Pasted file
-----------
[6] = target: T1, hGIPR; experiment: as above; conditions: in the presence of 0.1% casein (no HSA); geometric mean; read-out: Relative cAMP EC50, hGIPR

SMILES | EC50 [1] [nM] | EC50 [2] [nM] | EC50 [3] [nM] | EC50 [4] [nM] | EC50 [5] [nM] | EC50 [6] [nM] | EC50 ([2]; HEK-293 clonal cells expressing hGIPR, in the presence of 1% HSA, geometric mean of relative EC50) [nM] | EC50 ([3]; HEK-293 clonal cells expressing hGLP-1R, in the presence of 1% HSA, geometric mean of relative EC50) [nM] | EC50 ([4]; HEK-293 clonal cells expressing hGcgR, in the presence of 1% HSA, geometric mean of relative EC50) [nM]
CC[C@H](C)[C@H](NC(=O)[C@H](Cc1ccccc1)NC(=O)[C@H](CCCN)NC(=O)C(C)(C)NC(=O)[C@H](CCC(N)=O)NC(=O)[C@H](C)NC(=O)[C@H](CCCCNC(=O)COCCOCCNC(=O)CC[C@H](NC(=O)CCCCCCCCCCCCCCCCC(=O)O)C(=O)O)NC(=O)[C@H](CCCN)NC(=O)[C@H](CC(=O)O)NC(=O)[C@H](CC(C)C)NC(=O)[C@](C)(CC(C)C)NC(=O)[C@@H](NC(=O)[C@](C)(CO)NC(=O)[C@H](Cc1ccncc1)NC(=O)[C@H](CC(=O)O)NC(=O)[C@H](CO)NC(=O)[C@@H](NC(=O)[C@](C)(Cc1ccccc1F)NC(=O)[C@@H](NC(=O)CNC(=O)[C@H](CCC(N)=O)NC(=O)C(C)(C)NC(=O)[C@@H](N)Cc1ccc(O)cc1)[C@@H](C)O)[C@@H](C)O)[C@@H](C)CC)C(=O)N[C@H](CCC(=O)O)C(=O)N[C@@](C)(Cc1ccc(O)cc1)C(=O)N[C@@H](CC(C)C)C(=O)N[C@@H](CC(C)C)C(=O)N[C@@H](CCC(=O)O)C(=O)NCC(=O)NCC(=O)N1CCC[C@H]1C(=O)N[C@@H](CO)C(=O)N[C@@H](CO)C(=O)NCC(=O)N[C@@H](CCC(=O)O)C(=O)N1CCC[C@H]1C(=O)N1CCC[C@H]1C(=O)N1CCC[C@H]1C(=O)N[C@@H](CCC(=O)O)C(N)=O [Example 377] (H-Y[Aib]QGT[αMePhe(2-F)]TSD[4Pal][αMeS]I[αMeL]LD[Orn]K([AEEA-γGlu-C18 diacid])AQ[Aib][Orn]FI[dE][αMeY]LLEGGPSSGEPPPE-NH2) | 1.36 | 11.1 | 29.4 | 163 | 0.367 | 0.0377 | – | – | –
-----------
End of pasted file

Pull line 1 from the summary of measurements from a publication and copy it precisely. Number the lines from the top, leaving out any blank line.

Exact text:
[6] = target: T1, hGIPR; experiment: as above; conditions: in the presence of 0.1% casein (no HSA); geometric mean; read-out: Relative cAMP EC50, hGIPR